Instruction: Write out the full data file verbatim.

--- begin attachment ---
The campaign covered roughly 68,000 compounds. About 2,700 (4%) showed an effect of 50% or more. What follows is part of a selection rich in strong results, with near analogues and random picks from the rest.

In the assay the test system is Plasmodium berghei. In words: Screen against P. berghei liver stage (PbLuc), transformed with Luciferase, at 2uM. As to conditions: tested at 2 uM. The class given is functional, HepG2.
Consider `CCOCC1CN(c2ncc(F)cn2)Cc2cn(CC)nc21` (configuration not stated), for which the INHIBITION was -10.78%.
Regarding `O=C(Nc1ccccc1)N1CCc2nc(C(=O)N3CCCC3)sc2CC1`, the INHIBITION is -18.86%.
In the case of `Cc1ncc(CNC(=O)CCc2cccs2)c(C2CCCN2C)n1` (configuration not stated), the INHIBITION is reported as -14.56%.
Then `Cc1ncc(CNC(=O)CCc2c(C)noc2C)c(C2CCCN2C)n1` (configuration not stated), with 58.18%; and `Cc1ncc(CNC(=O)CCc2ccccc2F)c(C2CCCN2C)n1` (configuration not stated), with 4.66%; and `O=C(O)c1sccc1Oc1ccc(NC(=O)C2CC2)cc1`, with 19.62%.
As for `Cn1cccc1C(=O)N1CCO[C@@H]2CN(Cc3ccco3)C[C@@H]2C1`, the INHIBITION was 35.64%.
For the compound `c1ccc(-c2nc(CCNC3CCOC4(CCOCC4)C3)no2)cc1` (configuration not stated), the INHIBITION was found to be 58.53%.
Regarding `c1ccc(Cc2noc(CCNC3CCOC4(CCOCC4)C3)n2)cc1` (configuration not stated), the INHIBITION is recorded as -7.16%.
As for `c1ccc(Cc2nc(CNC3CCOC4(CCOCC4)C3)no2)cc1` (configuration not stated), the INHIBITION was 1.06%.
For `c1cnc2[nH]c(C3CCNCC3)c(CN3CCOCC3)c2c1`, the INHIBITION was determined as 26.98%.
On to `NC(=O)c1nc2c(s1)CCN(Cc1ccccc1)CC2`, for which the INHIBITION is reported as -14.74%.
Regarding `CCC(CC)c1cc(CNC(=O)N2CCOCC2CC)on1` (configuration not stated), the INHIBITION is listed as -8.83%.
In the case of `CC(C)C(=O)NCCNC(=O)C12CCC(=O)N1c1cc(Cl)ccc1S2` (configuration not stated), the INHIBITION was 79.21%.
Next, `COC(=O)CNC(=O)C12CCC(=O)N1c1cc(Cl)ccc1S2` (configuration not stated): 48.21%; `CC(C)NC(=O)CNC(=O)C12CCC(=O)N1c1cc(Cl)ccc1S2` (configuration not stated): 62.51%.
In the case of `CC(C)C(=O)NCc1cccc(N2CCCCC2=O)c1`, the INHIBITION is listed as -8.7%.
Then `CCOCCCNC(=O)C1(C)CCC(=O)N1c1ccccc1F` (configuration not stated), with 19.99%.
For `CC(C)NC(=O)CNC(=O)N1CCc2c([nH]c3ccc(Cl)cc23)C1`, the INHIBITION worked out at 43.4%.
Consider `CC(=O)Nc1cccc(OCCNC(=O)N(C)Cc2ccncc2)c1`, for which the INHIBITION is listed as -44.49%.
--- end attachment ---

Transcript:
The campaign covered roughly 68,000 compounds. About 2,700 (4%) showed an effect of 50% or more. What follows is part of a selection rich in strong results, with near analogues and random picks from the rest.

In the assay the test system is Plasmodium berghei. In words: Screen against P. berghei liver stage (PbLuc), transformed with Luciferase, at 2uM. As to conditions: tested at 2 uM. The class given is functional, HepG2.
Consider `CCOCC1CN(c2ncc(F)cn2)Cc2cn(CC)nc21` (configuration not stated), for which the INHIBITION was -10.78%.
Regarding `O=C(Nc1ccccc1)N1CCc2nc(C(=O)N3CCCC3)sc2CC1`, the INHIBITION is -18.86%.
In the case of `Cc1ncc(CNC(=O)CCc2cccs2)c(C2CCCN2C)n1` (configuration not stated), the INHIBITION is reported as -14.56%.
Then `Cc1ncc(CNC(=O)CCc2c(C)noc2C)c(C2CCCN2C)n1` (configuration not stated), with 58.18%; and `Cc1ncc(CNC(=O)CCc2ccccc2F)c(C2CCCN2C)n1` (configuration not stated), with 4.66%; and `O=C(O)c1sccc1Oc1ccc(NC(=O)C2CC2)cc1`, with 19.62%.
As for `Cn1cccc1C(=O)N1CCO[C@@H]2CN(Cc3ccco3)C[C@@H]2C1`, the INHIBITION was 35.64%.
For the compound `c1ccc(-c2nc(CCNC3CCOC4(CCOCC4)C3)no2)cc1` (configuration not stated), the INHIBITION was found to be 58.53%.
Regarding `c1ccc(Cc2noc(CCNC3CCOC4(CCOCC4)C3)n2)cc1` (configuration not stated), the INHIBITION is recorded as -7.16%.
As for `c1ccc(Cc2nc(CNC3CCOC4(CCOCC4)C3)no2)cc1` (configuration not stated), the INHIBITION was 1.06%.
For `c1cnc2[nH]c(C3CCNCC3)c(CN3CCOCC3)c2c1`, the INHIBITION was determined as 26.98%.
On to `NC(=O)c1nc2c(s1)CCN(Cc1ccccc1)CC2`, for which the INHIBITION is reported as -14.74%.
Regarding `CCC(CC)c1cc(CNC(=O)N2CCOCC2CC)on1` (configuration not stated), the INHIBITION is listed as -8.83%.
In the case of `CC(C)C(=O)NCCNC(=O)C12CCC(=O)N1c1cc(Cl)ccc1S2` (configuration not stated), the INHIBITION was 79.21%.
Next, `COC(=O)CNC(=O)C12CCC(=O)N1c1cc(Cl)ccc1S2` (configuration not stated): 48.21%; `CC(C)NC(=O)CNC(=O)C12CCC(=O)N1c1cc(Cl)ccc1S2` (configuration not stated): 62.51%.
In the case of `CC(C)C(=O)NCc1cccc(N2CCCCC2=O)c1`, the INHIBITION is listed as -8.7%.
Then `CCOCCCNC(=O)C1(C)CCC(=O)N1c1ccccc1F` (configuration not stated), with 19.99%.
For `CC(C)NC(=O)CNC(=O)N1CCc2c([nH]c3ccc(Cl)cc23)C1`, the INHIBITION worked out at 43.4%.
Consider `CC(=O)Nc1cccc(OCCNC(=O)N(C)Cc2ccncc2)c1`, for which the INHIBITION is listed as -44.49%.